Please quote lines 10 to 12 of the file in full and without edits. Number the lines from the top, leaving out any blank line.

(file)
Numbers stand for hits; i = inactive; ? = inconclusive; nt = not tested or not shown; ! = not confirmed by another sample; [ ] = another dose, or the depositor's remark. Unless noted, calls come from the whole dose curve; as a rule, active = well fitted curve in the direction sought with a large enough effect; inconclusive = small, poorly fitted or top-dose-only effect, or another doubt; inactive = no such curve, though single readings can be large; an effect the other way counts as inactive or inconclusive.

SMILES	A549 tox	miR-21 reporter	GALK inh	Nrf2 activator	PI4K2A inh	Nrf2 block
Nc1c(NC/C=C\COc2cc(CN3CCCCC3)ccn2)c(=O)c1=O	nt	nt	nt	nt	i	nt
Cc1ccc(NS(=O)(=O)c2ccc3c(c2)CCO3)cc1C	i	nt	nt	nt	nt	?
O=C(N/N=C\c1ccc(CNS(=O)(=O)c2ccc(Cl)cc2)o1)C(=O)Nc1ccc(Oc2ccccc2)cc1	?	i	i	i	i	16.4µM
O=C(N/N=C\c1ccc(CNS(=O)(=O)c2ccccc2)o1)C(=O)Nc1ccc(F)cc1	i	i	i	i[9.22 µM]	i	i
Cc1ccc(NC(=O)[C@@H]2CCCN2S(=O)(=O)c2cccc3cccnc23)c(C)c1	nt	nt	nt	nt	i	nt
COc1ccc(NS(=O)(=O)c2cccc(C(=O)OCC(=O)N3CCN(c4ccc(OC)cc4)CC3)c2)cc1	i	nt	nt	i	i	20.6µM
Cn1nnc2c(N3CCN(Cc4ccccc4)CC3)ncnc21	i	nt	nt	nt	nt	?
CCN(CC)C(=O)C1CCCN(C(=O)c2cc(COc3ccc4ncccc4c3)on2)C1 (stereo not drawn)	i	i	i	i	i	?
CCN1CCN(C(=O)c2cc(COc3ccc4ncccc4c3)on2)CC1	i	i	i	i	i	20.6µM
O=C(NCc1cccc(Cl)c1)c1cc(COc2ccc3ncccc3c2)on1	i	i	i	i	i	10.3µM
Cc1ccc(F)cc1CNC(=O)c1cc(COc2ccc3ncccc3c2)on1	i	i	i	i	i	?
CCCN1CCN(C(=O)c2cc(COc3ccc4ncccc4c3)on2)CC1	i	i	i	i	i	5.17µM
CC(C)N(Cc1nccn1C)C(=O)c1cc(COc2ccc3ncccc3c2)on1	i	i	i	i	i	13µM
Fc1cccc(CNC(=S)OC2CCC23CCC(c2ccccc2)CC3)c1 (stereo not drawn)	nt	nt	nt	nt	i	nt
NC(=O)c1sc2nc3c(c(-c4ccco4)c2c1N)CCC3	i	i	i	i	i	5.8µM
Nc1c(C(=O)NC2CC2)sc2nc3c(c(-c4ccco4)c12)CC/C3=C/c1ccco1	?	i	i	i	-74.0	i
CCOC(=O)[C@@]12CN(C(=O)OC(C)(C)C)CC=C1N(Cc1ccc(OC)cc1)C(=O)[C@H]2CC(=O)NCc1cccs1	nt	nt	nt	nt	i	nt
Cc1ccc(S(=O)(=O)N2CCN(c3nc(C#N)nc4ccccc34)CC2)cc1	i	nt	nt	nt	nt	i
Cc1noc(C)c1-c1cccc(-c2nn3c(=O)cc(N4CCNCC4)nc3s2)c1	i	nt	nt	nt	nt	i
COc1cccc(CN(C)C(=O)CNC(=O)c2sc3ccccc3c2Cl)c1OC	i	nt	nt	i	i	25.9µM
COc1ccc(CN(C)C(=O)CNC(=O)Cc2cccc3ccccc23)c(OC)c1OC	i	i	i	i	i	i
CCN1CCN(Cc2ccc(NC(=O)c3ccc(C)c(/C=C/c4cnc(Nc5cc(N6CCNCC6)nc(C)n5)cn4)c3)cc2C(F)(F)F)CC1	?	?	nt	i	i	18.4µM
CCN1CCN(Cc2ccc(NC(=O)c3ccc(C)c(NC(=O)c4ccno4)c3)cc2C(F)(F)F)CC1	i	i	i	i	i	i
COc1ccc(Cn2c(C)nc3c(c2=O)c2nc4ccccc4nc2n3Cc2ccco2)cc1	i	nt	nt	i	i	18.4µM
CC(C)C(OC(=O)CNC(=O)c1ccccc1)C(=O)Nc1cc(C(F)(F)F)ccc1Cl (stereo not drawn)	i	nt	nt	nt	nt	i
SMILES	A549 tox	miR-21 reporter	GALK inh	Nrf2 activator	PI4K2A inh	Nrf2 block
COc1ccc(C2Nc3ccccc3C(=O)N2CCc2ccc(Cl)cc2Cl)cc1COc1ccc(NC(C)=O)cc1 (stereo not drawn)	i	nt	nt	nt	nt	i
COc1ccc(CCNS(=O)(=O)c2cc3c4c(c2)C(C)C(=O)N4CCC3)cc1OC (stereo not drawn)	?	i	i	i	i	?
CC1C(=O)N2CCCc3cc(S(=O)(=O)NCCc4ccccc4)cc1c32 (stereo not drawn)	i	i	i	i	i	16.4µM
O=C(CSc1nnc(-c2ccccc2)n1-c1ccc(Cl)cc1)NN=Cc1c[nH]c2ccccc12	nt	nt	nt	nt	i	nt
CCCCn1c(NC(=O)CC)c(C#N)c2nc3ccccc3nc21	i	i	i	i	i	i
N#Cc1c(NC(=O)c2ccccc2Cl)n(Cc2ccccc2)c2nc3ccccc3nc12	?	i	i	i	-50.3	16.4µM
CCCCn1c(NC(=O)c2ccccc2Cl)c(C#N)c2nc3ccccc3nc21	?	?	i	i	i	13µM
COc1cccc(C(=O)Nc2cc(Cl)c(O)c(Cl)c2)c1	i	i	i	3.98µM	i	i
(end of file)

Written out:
CCN(CC)C(=O)C1CCCN(C(=O)c2cc(COc3ccc4ncccc4c3)on2)C1 (stereo not drawn)	i	i	i	i	i	?
CCN1CCN(C(=O)c2cc(COc3ccc4ncccc4c3)on2)CC1	i	i	i	i	i	20.6µM
O=C(NCc1cccc(Cl)c1)c1cc(COc2ccc3ncccc3c2)on1	i	i	i	i	i	10.3µM